Posts for: May, 2019
While most tooth loss stems from dental disease or injury, another major cause is a condition known as cracked tooth syndrome. What begins as a microscopic crack in an individual tooth’s enamel could ultimately grow to a fracture that endangers its survival.
Most often related to age-related brittleness, expansion and contraction of the enamel surface because of hot foods followed by cold foods and beverages, or grinding habits, cracked tooth syndrome usually occurs in three phases. The first phase is the emergence of miniscule cracks in the outer enamel known as craze lines. These can be very difficult to detect even with x-rays, and usually calls for specialized detection methods such as probing with a sharp instrument (an explorer) or fiber-optic lighting with dye staining to highlight enamel abnormalities. If you have pain symptoms, we may ask you to bite down on a bite stick or rubber pad to locate the area by replicating the sensation.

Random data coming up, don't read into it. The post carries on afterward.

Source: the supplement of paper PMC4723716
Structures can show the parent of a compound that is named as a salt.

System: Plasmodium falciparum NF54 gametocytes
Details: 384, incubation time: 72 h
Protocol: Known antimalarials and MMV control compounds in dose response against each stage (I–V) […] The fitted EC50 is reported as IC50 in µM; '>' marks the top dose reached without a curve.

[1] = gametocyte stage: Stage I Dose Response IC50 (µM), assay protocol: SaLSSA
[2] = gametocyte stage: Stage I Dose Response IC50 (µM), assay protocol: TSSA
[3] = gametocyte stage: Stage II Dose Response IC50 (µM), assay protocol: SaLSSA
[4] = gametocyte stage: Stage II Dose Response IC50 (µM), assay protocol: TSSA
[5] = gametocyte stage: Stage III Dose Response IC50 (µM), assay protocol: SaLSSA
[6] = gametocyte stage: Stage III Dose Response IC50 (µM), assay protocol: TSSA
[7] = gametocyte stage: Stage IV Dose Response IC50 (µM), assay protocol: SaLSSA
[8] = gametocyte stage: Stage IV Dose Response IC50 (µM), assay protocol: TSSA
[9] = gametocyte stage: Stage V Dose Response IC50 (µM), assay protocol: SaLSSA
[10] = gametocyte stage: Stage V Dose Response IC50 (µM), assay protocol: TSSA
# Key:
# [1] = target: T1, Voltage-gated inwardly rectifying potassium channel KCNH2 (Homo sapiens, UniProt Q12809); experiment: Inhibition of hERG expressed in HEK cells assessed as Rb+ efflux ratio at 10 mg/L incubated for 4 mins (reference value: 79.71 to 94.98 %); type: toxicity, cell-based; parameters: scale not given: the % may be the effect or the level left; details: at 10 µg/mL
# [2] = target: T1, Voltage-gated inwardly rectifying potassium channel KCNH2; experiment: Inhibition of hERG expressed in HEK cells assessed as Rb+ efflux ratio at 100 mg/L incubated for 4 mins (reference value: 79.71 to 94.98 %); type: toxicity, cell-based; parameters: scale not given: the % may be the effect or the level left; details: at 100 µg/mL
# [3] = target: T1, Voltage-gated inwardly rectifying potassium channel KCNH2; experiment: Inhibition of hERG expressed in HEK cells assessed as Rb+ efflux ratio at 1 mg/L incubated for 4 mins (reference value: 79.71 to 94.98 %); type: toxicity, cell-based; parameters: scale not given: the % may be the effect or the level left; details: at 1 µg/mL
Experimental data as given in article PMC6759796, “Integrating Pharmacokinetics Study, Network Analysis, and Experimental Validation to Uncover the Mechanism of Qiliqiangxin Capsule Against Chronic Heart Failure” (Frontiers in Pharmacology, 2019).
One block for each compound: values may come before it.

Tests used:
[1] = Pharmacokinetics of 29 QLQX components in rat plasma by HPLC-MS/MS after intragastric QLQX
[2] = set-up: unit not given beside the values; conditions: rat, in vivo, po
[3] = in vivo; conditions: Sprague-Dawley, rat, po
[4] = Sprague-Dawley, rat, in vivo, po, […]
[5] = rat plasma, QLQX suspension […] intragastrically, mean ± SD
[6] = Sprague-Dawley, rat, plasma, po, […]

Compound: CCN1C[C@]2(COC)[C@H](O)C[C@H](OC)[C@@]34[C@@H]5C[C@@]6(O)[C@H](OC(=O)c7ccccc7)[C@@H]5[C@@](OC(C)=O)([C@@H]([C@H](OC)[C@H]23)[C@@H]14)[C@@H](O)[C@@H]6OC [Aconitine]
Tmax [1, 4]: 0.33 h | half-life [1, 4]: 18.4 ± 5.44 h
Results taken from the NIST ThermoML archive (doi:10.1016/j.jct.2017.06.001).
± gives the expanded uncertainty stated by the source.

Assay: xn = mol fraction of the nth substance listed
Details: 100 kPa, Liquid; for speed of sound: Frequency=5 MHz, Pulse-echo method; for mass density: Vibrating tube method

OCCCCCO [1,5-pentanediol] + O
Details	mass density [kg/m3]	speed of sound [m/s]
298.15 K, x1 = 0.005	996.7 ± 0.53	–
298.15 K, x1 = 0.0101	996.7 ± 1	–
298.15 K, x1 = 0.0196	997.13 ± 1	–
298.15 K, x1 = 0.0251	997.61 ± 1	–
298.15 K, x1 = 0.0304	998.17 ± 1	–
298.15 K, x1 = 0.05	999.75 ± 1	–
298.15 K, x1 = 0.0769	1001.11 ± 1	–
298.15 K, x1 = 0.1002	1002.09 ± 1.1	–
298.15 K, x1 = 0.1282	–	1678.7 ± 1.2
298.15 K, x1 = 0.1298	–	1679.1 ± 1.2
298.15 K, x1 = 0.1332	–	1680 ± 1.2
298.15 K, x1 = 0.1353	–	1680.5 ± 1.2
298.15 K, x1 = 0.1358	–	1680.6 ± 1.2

In the next phase, the craze line grows into a crack that penetrates below the enamel into the tooth’s dentin. Pain becomes more prominent and the risk of infection increases. Left untreated, the crack may enter the third phase, a full break (fracture) occurring deep within the inner layers of the tooth. The deeper the fracture occurs, the more serious the danger to the tooth, especially if the pulp is exposed.